Sleeping Beauty

Janice Dunn
De Montfort Hall and Imagine Theatre
De Montfort Hall, Leicester

Wendi Peters (Carabosse), Natasha Lamb (Princess Rosa) Credit: De Montfort Hall and Imagine Theatre
Maddie Moate (Fairy Phoenix) Credit: De Montfort Hall and Imagine Theatre
Jarred the Jester (Jarred Christmas) and ensemble Credit: De Montfort Hall and Imagine Theatre
Andy Abraham (King Alfie), Queen (not credited) Credit: De Montfort Hall and Imagine Theatre

With a bouncy disco opening number, a gorgeously lit set of greens, purples and sparkles and a good proportion of the audience thrilled at the sight of CBeebies presenter Maddie Moate as Fairy Phoenix, Sleeping Beauty gets off to a great start.

As with so many pantos around the country—and world—it’s been two years since the last production and, like an old friend, we delight in welcoming back the hisses, boos and it’s-behind-yous.

But there’s something not quite right—or maybe ready—with this production. Judging by the ticket pricing, this is a preview performance. Two key characters are not played by the advertised stars: Leicester panto dame stalwart Martin Ballard is billed as Nanny Nancy, although for this performance, Ben Millerman (also company stage manager) hoists himself into the increasingly outrageous costumes. Prince Pablo is played by Luke Bell rather than Matthew Pomeroy as programmed. No reason is given for these changes but both Ballard and Pomeroy did such a brilliant job in Aladdin, the last panto at De Montfort Hall, it’s hard not to compare. Millerman and Bell do a fine job but a little more panto polish would help.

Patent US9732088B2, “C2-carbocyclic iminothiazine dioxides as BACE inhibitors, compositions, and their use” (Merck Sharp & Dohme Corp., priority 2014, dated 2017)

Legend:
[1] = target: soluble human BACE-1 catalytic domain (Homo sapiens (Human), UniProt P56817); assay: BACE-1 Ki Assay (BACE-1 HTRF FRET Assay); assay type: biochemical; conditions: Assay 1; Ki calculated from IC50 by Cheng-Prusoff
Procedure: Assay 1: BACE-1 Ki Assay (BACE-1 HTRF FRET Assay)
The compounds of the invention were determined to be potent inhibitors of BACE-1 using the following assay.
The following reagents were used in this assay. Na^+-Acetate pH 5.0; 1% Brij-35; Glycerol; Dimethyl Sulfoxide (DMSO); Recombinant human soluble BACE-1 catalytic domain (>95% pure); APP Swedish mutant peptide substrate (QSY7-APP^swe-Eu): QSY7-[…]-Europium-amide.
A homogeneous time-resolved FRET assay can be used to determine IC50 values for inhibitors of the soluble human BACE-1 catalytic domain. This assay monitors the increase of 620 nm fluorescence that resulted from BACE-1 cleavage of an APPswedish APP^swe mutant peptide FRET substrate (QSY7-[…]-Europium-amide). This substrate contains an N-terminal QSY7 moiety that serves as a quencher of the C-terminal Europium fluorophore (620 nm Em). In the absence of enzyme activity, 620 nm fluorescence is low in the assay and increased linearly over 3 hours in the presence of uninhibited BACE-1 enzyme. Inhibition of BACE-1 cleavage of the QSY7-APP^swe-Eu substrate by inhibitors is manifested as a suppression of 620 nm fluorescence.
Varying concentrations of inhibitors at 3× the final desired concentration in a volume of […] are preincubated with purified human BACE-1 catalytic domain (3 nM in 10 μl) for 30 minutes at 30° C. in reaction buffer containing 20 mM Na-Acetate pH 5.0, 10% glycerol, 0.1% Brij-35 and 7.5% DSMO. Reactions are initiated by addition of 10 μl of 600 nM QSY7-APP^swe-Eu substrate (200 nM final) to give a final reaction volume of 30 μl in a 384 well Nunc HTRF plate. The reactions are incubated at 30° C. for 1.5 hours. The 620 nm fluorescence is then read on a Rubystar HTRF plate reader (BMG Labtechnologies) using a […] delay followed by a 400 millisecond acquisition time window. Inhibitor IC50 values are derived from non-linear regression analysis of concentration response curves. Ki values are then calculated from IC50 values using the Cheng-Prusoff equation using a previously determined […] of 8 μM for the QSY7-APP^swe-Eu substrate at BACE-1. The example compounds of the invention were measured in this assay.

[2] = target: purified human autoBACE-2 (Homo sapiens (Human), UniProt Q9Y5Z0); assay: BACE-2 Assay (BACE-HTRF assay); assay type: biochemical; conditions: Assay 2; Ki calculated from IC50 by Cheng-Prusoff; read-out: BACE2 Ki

That said, all Sleeping Beauty panto ingredients are here: King Alfie (Andy Abraham) and his Queen (I think Alexandra Brookes although not credited in the programme) long for a child. Evil Carabosse (Wendi Peters) grants their wish with the arrival of Princess Rosa (Natasha Lamb), but with significant cursed caveats. Spindles are forbidden as a result. Rosa grows up, flirts with Prince Pablo, but at her 18th birthday, an ill-judged gift of a spindle results in her falling into 100 years’ sleep. No more spoilers, but I think we’re in pretty familiar territory.

There are several wow moments as Luke Bell shows off his skills as a magician with Princess Rosa as his assistant. Lamb also assists in the entertaining scene where Jarred the Jester (Jarred Christmas) performs "which bucket is the Princess’s head under". Christmas is a successful comedian and compère and keeps things moving well here, although some of his humour didn’t seem quite right for this panto and felt a little aggressive at times.

Wendi Peters as Carabosse steals the show and is a safe pair of evil hands, delivering curses, cackling laughs and all-round menace with aplomb. Andy Abraham (an X Factor runner-up) impresses with his super-smooth and soulful voice and leads many of the musical numbers. There’s a nice interpretation of Taylor Swift’s “Shake it Off” (in this case “Bake it Off”) in the kitchen scene, and a fun if exhausting-looking version of “The Twelve Days of Christmas”.

Writer and director Janice Dunn keeps everything moving at a good pace (although a 35-minute interval seems excessive), and overall, all the requisite panto ingredients are here. I think it just needs a little more time and performances to rise to show-stopper level.

Reviewer: Sally Jack